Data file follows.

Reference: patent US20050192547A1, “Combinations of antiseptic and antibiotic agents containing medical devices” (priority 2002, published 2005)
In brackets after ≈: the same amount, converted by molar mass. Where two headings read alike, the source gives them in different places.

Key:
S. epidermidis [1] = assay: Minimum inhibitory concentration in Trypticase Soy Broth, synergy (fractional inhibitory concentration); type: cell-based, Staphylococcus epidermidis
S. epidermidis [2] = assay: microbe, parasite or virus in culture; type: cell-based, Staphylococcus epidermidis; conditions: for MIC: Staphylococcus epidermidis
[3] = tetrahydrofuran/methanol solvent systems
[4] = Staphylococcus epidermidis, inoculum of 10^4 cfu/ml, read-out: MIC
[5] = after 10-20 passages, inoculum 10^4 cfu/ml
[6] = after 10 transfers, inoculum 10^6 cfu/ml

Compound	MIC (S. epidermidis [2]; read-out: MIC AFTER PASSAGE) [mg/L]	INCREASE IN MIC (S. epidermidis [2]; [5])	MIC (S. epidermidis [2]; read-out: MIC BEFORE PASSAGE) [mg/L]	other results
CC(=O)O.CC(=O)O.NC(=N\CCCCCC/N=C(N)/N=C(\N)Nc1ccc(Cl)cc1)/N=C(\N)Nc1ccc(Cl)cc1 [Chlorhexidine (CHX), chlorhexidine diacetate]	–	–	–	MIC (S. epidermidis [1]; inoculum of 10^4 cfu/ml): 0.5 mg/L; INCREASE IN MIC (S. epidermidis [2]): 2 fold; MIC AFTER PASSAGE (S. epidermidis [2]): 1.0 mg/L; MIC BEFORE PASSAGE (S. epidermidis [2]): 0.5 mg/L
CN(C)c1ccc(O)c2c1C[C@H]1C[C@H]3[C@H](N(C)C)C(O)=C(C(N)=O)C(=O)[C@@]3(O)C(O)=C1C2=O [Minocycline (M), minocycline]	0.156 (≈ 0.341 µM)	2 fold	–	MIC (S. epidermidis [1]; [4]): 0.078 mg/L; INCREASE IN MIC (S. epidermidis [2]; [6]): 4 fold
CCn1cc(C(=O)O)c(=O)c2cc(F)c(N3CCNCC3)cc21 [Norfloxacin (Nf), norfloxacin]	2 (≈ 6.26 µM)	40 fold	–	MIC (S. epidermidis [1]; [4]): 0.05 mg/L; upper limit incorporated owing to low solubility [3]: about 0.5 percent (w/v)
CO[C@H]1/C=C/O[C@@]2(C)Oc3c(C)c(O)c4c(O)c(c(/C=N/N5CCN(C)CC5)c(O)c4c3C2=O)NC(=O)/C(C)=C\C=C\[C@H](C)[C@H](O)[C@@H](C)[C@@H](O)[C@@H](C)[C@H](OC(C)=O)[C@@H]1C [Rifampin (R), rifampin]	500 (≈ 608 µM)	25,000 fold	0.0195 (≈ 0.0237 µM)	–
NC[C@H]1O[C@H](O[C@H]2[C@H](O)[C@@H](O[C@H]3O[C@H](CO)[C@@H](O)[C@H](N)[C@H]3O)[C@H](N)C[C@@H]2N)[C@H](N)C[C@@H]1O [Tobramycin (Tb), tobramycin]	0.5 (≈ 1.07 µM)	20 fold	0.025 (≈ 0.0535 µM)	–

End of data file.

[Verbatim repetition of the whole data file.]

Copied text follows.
Reference: patent US20050192547A1, “Combinations of antiseptic and antibiotic agents containing medical devices” (priority 2002, published 2005)
In brackets after ≈: the same amount, converted by molar mass. Where two headings read alike, the source gives them in different places.

Key:
S. epidermidis [1] = assay: Minimum inhibitory concentration in Trypticase Soy Broth, synergy (fractional inhibitory concentration); type: cell-based, Staphylococcus epidermidis
S. epidermidis [2] = assay: microbe, parasite or virus in culture; type: cell-based, Staphylococcus epidermidis; conditions: for MIC: Staphylococcus epidermidis
[3] = tetrahydrofuran/methanol solvent systems
[4] = Staphylococcus epidermidis, inoculum of 10^4 cfu/ml, read-out: MIC
[5] = after 10-20 passages, inoculum 10^4 cfu/ml
[6] = after 10 transfers, inoculum 10^6 cfu/ml

Compound	MIC (S. epidermidis [2]; read-out: MIC AFTER PASSAGE) [mg/L]	INCREASE IN MIC (S. epidermidis [2]; [5])	MIC (S. epidermidis [2]; read-out: MIC BEFORE PASSAGE) [mg/L]	other results
CC(=O)O.CC(=O)O.NC(=N\CCCCCC/N=C(N)/N=C(\N)Nc1ccc(Cl)cc1)/N=C(\N)Nc1ccc(Cl)cc1 [Chlorhexidine (CHX), chlorhexidine diacetate]	–	–	–	MIC (S. epidermidis [1]; inoculum of 10^4 cfu/ml): 0.5 mg/L; INCREASE IN MIC (S. epidermidis [2]): 2 fold; MIC AFTER PASSAGE (S. epidermidis [2]): 1.0 mg/L; MIC BEFORE PASSAGE (S. epidermidis [2]): 0.5 mg/L
CN(C)c1ccc(O)c2c1C[C@H]1C[C@H]3[C@H](N(C)C)C(O)=C(C(N)=O)C(=O)[C@@]3(O)C(O)=C1C2=O [Minocycline (M), minocycline]	0.156 (≈ 0.341 µM)	2 fold	–	MIC (S. epidermidis [1]; [4]): 0.078 mg/L; INCREASE IN MIC (S. epidermidis [2]; [6]): 4 fold
CCn1cc(C(=O)O)c(=O)c2cc(F)c(N3CCNCC3)cc21 [Norfloxacin (Nf), norfloxacin]	2 (≈ 6.26 µM)	40 fold	–	MIC (S. epidermidis [1]; [4]): 0.05 mg/L; upper limit incorporated owing to low solubility [3]: about 0.5 percent (w/v)
CO[C@H]1/C=C/O[C@@]2(C)Oc3c(C)c(O)c4c(O)c(c(/C=N/N5CCN(C)CC5)c(O)c4c3C2=O)NC(=O)/C(C)=C\C=C\[C@H](C)[C@H](O)[C@@H](C)[C@@H](O)[C@@H](C)[C@H](OC(C)=O)[C@@H]1C [Rifampin (R), rifampin]	500 (≈ 608 µM)	25,000 fold	0.0195 (≈ 0.0237 µM)	–
NC[C@H]1O[C@H](O[C@H]2[C@H](O)[C@@H](O[C@H]3O[C@H](CO)[C@@H](O)[C@H](N)[C@H]3O)[C@H](N)C[C@@H]2N)[C@H](N)C[C@@H]1O [Tobramycin (Tb), tobramycin]	0.5 (≈ 1.07 µM)	20 fold	0.025 (≈ 0.0535 µM)	–